Skip to main page content
Access keys NCBI Homepage MyNCBI Homepage Main Content Main Navigation
Review
, 2015, 102476

MPNs as Inflammatory Diseases: The Evidence, Consequences, and Perspectives

Affiliations
Review

MPNs as Inflammatory Diseases: The Evidence, Consequences, and Perspectives

Hans Carl Hasselbalch et al. Mediators Inflamm.

Abstract

In recent years the evidence is increasing that chronic inflammation may be an important driving force for clonal evolution and disease progression in the Philadelphia-negative myeloproliferative neoplasms (MPNs), essential thrombocythemia (ET), polycythemia vera (PV), and myelofibrosis (MF). Abnormal expression and activity of a number of proinflammatory cytokines are associated with MPNs, in particular MF, in which immune dysregulation is pronounced as evidenced by dysregulation of several immune and inflammation genes. In addition, chronic inflammation has been suggested to contribute to the development of premature atherosclerosis and may drive the development of other cancers in MPNs, both nonhematologic and hematologic. The MPN population has a substantial inflammation-mediated comorbidity burden. This review describes the evidence for considering the MPNs as inflammatory diseases, A Human Inflammation Model of Cancer Development, and the role of cytokines in disease initiation and progression. The consequences of this model are discussed, including the increased risk of second cancers and other inflammation-mediated diseases, emphasizing the urgent need for rethinking our therapeutic approach. Early intervention with interferon-alpha2, which as monotherapy has been shown to be able to induce minimal residual disease, in combination with potent anti-inflammatory agents such as JAK-inhibitors is foreseen as the most promising new treatment modality in the years to come.

Figures

Figure 1
Figure 1
Vicious cycle of inflammation in the biological continuum of ET, PV, and MF. Chronic inflammation is proposed as the trigger and driver of clonal evolution in the biologic continuum from early disease state (ET/PV) to a more advanced disease state (MF). It is possible that combination therapy, using low doses of agents such as interferon-alpha, Janus kinase inhibitors, and statins at the early disease stage, will positively influence the vicious cycle of disease progression. HGF: hepatocyte growth factor; IL: interleukin; MPN: myeloproliferative neoplasm; and TNF: tumor necrosis factor.
Figure 2
Figure 2
Patients with MPNs have a massive cardiovascular and thromboembolic disease burden.
Figure 3
Figure 3
Chronic inflammation as the driving force for clonal evolution in MPNs. Tumor burden and comorbidity burden are illustrated for patients with JAK2V617F positive MPNs. Comorbidity burden increases from early disease stage (ET/PV) to the accelerated phase with myelofibrotic and leukemic transformation. With permission: H. C. Hasselbalch [12]. AML: acute myeloid leukemia; ET: essential thrombocythemia; JAK: Janus kinase; PPV-MF: post-polycythemia vera; and PV: polycythemia vera.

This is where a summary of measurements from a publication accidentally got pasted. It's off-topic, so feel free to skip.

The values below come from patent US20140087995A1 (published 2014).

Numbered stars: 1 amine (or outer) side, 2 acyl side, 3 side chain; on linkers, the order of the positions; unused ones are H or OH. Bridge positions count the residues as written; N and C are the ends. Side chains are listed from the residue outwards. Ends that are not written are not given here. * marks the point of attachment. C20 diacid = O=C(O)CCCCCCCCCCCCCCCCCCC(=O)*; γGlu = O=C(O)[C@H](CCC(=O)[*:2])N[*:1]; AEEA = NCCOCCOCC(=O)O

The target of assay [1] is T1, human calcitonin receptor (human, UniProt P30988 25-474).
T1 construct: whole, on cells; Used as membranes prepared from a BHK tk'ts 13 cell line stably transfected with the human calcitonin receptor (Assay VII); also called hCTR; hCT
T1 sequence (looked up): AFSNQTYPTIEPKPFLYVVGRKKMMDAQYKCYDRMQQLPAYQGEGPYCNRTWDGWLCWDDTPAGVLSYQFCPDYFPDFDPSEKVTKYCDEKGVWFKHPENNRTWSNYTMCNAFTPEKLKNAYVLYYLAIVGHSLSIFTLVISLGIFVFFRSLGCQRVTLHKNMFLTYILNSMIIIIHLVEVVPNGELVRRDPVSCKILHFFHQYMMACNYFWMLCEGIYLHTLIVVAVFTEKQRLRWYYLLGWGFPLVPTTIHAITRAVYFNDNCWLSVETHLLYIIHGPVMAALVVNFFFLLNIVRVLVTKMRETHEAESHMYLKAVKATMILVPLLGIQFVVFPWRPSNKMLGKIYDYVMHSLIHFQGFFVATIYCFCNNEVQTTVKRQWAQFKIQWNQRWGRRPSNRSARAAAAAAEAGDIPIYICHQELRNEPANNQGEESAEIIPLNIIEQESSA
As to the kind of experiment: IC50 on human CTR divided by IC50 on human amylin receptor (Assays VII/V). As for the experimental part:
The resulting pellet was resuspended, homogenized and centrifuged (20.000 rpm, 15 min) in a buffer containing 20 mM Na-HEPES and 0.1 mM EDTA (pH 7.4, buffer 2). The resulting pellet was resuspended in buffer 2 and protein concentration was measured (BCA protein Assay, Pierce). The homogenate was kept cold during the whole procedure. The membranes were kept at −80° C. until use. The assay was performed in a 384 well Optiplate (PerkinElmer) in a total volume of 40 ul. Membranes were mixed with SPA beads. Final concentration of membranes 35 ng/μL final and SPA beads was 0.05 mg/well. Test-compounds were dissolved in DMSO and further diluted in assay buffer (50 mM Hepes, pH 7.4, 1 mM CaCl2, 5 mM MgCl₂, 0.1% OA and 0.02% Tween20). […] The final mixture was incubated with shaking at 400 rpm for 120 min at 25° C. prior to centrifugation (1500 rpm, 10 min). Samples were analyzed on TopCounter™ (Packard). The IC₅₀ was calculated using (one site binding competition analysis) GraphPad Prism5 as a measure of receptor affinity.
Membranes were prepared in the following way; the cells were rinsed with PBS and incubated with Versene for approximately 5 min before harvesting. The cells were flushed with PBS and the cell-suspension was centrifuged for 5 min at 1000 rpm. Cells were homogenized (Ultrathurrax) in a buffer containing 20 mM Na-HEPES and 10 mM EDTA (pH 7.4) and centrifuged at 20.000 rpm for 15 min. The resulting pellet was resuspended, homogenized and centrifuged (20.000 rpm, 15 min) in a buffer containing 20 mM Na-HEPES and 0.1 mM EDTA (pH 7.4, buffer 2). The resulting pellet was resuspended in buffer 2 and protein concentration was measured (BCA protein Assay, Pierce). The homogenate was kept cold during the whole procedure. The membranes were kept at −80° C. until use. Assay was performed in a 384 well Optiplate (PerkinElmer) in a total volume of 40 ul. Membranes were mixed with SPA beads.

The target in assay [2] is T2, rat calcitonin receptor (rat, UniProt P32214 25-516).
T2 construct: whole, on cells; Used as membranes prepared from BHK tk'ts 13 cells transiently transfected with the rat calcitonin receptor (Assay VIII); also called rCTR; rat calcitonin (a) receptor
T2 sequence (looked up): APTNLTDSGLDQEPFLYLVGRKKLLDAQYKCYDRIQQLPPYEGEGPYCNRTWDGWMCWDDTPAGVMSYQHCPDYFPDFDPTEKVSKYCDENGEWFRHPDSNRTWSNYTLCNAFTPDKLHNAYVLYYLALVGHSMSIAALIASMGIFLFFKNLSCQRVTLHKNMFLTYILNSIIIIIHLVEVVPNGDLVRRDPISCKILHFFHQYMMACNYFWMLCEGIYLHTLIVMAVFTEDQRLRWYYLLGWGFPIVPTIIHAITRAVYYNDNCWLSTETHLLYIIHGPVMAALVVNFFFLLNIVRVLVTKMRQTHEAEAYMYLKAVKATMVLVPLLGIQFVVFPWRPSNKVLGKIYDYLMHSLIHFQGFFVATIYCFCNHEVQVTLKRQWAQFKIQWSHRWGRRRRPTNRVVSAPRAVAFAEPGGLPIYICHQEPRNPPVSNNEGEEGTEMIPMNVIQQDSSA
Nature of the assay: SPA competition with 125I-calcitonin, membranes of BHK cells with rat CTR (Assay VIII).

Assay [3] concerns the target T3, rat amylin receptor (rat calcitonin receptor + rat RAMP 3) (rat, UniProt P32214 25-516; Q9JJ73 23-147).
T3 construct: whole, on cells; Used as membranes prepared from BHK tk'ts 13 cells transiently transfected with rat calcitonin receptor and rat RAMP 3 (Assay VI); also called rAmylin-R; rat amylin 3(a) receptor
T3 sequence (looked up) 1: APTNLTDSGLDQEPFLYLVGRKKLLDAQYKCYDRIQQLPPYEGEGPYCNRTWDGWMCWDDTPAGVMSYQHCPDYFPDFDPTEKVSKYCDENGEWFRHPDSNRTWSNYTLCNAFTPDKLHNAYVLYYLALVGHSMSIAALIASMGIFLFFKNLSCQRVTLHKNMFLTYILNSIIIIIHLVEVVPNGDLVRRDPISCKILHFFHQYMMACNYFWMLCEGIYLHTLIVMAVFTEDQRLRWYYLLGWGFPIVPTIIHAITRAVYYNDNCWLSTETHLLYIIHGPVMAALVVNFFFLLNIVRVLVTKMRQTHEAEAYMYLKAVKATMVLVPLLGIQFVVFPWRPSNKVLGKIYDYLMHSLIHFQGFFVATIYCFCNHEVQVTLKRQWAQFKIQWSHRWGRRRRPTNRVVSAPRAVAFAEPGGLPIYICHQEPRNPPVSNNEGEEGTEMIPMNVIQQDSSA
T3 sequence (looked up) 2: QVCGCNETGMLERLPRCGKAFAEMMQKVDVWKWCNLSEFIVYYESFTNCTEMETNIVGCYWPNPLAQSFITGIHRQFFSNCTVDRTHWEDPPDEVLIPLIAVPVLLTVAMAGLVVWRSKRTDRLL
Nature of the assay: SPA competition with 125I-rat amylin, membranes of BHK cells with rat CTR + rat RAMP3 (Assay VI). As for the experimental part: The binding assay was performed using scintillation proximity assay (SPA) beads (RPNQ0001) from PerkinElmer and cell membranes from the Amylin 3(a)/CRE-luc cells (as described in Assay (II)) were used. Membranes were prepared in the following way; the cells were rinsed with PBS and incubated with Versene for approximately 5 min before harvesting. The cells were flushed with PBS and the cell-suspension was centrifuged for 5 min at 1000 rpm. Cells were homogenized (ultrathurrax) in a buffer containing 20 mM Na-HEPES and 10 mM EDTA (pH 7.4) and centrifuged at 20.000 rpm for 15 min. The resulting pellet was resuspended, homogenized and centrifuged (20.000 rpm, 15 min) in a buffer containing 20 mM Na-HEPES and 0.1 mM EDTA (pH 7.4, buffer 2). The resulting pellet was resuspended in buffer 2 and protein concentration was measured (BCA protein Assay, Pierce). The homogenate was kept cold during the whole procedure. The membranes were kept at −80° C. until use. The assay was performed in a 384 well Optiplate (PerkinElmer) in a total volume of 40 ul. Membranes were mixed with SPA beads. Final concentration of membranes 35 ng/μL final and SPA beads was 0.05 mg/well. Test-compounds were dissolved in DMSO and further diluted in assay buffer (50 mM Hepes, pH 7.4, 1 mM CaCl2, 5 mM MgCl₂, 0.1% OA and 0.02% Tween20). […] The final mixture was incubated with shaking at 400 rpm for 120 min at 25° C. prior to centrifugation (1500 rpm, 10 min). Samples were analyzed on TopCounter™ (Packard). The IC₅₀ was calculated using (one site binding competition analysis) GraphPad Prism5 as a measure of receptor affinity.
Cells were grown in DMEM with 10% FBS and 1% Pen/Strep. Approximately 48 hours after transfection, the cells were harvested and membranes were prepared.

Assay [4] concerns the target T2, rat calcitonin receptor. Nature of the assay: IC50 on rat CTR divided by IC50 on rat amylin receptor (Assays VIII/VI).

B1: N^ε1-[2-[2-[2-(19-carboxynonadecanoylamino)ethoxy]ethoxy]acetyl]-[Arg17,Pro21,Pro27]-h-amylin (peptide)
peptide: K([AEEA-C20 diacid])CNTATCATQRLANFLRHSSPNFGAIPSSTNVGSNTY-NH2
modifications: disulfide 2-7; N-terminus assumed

Figure 4
Figure 4
Patients with MPNs have an increased risk of second cancer not only after the MPNs diagnosis but also in the pre-MPNs diagnosis phase, which may last several years in which the patients are at an increased risk of severe cardiovascular and thromboembolic events. According to this model, the initial stem cell insult has occurred 5–10–15 years before the MPNs diagnosis.
Figure 5
Figure 5
Inflammation in the circulation elicits in vivo leukocyte and platelet aggregation giving rise to circulating microaggregates with ensuing impairment of microcirculation, tissue ischemia, and ultimately development of ulcers on toes and fingers which may terminate with gangrene. Treatment with aspirin momentarily resolves microaggregation with improvement in microcirculation.
Figure 6
Figure 6
The MPNs care pathway and the effect of early intervention. It is suggested that ET, PV, and MF form a biological continuum and, thus, early intervention with combination therapies including JAK1/2 inhibitors, IFN, and/or statins is likely to result in the inhibition of disease evolution. ASCT: allogeneic stem cell transplantation; ET: essential thrombocythemia; HU: hydroxyurea; IFN: interferon; JAK: Janus kinase; MF: myelofibrosis; and PV: polycythemia vera (with permission: H. C. Hasselbalch [12]).

Similar articles

See all similar articles

Cited by 28 articles

See all "Cited by" articles

References

    1. Campbell P. J., Green A. R. The myeloproliferative disorders. The New England Journal of Medicine. 2006;355(23):2452–2466. doi: 10.1056/nejmra063728. - DOI - PubMed
    1. Kristinsson S. Y., Landgren O., Samuelsson J., Björkholm M., Goldin L. R. Autoimmunity and the risk of myeloproliferative neoplasms. Haematologica. 2010;95(7):1216–1220. doi: 10.3324/haematol.2009.020412. - DOI - PMC - PubMed
    1. Frederiksen H., Farkas D. K., Christiansen C. F., Hasselbalch H. C., Sørensen H. T. Chronic myeloproliferative neoplasms and subsequent cancer risk: a Danish population-based cohort study. Blood. 2011;118(25):6515–6520. doi: 10.1182/blood-2011-04-348755. - DOI - PubMed
    1. Marchioli R., Finazzi G., Landolfi R., et al. Vascular and neoplastic risk in a large cohort of patients with polycythemia vera. Journal of Clinical Oncology. 2005;23(10):2224–2232. doi: 10.1200/jco.2005.07.062. - DOI - PubMed
    1. Hasselbalch H. Idiopathic myelofibrosis: a clinical study of 80 patients. American Journal of Hematology. 1990;34(4):291–300. doi: 10.1002/ajh.2830340411. - DOI - PubMed

MeSH terms

LinkOut - more resources

Feedback